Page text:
Tweedie says while grocery stores can offer bone-in ribeye, it takes a whole animal butcher to create one with such a long handle. In conventional slaughterhouses, the bones are cut off flush to the top of the steak, and the several inches of the ribs, as well as the meat, fat and sinew, are cut to be sold as bone-in short ribs. Tweedie also sells a “poodle cut,” which has just of bit of the meat attached to the top of the bone and is thought to resemble a poodle’s hind leg. Both cuts sell for around $18/lb. To prepare them, he suggests applying a spicy coffee rub and grilling them with a combination of direct and indirect heat.
These cuts are show-stopping, crowd-pleasers, for sure. But Tweedie says the practicality of whole animal butchers lies in their ability to produce “weeknight” cuts that are typically underused but still approachable and less expensive than the showstoppers. I asked Tweedy and his fellow whole animal butchers in Maine about their favorite “weeknight” cuts and how to cook them at home.
Tweedie immediately brought up the oyster and the underblade. The former, also called the spider steak, is a half-pound, semi-circle piece of meat woven with a web of intramuscular fat that sits inside the cow’s hip. This small, flavorful cut costs about $19/pound and is easy to prepare with a quick pan sear. The latter, taken from under the shoulder blade of the cow, is also called the “faux flatiron” and sells for about $15/pound. The underblade is great seared in a cast iron skillet with a bit of fat or cut thinly against the grain and used in a stir-fry, Tweedie said.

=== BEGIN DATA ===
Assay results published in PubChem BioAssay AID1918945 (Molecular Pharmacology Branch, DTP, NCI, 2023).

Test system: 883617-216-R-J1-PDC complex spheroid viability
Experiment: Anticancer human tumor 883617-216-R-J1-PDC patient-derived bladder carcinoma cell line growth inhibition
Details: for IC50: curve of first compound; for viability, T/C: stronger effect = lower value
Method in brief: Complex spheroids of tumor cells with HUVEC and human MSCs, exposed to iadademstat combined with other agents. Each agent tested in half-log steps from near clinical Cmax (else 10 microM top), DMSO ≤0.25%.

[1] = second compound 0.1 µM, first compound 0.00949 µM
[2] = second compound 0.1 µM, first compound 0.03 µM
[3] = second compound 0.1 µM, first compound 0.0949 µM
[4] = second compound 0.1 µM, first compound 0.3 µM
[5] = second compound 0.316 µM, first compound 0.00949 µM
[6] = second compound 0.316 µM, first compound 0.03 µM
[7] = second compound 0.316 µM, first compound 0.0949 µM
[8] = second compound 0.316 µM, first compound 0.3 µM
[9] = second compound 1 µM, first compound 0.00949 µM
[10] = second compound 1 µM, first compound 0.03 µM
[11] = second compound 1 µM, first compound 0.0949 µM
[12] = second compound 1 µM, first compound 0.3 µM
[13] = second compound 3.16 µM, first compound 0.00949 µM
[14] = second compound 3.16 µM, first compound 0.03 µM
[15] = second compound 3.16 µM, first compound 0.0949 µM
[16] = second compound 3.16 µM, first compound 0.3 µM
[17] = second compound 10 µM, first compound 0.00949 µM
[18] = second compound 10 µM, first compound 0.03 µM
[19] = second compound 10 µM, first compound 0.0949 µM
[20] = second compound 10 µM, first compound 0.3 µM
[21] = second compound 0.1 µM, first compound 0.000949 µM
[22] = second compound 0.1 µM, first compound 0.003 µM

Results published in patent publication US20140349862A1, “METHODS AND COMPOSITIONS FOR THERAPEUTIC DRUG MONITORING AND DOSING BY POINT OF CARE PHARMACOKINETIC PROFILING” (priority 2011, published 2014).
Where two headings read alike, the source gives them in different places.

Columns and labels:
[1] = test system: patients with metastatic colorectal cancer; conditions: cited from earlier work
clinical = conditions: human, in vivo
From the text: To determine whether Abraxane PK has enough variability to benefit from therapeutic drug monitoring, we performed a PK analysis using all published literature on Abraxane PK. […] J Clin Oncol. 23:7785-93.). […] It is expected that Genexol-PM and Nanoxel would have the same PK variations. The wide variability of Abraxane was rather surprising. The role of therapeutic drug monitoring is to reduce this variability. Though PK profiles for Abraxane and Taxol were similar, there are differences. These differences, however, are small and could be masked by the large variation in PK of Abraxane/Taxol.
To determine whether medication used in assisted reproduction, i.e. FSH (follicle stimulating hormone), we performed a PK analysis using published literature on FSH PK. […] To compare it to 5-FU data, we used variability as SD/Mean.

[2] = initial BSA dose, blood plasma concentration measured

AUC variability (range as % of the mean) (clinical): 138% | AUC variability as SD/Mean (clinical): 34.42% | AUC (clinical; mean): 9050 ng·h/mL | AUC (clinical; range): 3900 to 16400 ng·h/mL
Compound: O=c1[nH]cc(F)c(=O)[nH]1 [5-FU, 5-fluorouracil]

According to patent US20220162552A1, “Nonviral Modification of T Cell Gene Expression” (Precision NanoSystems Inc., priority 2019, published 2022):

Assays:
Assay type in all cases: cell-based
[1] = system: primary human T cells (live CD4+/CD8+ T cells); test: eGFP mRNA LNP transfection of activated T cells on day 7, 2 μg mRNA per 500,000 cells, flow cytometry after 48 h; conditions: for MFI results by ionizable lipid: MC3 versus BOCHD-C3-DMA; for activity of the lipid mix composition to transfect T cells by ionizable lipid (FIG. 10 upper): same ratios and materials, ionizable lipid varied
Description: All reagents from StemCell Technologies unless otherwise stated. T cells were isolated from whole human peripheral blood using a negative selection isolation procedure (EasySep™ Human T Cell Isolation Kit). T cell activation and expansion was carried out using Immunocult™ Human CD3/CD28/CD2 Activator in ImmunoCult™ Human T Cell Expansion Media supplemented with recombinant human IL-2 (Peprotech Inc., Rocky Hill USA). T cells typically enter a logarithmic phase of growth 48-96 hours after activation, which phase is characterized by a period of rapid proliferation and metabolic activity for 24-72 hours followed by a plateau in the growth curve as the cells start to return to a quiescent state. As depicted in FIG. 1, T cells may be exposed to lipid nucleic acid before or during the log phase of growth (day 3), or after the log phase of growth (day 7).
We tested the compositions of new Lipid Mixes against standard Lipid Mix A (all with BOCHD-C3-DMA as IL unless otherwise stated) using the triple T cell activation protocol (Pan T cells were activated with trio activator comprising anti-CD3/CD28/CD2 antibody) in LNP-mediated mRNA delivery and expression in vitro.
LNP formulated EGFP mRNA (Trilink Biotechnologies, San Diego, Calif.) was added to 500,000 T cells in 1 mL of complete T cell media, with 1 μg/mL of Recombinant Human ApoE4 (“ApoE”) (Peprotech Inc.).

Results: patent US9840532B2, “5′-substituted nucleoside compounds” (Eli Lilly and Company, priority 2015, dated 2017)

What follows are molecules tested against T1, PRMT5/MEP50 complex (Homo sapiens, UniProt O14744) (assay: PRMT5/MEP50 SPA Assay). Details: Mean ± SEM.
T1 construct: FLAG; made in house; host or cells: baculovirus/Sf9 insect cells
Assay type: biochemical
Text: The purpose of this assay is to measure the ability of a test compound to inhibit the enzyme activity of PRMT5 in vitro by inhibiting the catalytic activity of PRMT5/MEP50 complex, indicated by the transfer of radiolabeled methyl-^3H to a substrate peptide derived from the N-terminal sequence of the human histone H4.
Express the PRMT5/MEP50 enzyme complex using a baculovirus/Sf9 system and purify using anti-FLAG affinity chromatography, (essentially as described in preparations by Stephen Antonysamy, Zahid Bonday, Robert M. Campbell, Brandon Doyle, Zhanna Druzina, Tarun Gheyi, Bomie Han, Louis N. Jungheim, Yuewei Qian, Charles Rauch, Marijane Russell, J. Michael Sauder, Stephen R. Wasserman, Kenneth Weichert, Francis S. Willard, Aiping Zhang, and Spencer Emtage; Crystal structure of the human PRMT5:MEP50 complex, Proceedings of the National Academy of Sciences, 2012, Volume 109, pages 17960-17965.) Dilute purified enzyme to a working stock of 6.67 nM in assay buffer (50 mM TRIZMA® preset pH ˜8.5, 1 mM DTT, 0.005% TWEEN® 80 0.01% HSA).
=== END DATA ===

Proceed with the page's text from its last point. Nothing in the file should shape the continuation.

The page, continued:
Farmers’ Gate new butcher Matt Lewis is also a fan of the spider steak, which he sells at $14/pound. He likes the boomerang steak, too, also named after what it resembles, which he describes as a small, delicate chunk of meat hidden underneath the shortribs, between the chuck and the rib bones. “At $15/pound you will not be disappointed (with it if you apply) salt, pepper and garlic rub and throw it on the grill,” Lewis said. As for pork, he prides himself on being able to deliver whatever cut a customer wants.
“We had one couple come in who had been driving all over the state looking for pork presa, which is the cap on the pork shoulder butt. Since the first one went out the door to them, it has become one of our best pork sellers,” Lewis said. Very tender and well-marbled, the oval-shaped presa can be prepared quickly and simply by roasting. Slice it to serve.
Butcher & Baker’s Campbell points to the spoon bone sirloin as the cut that best illustrates the difference between whole animal butchery and boxed meat. In big meat-packing houses, top sirloin, tenderloin and tri-tips are separated from the hip bone of sides of beef and packed, like with like, in boxes being shipped to grocery stores. The spoon bone steak is a crosscut that has a bit of all three of those tender cuts. When Campbell sells them ($14/pound), he draws a picture on the butcher paper wrapped around them to show which part is which. “That helps extend the conversation about where the meat came from and how it landed on their plates,” Campbell said.
Spangler singles out Denver beef steaks; pork blade steaks crosscut from the butt; and lamb sirloins, which are as tender as butterflied legs of lamb but perfectly sized to serve one or two, as some of the best everyday cuts of local meat. The Denver steak is taken from the shoulder area of the cow, specifically a section underneath the shoulder blade bone. Because this muscle doesn’t get used much by the animal, the cut is tender. Denver steaks run about $18/pound. Cook them for two minutes a side in a skillet and finish them in the oven before topping them with compound butter.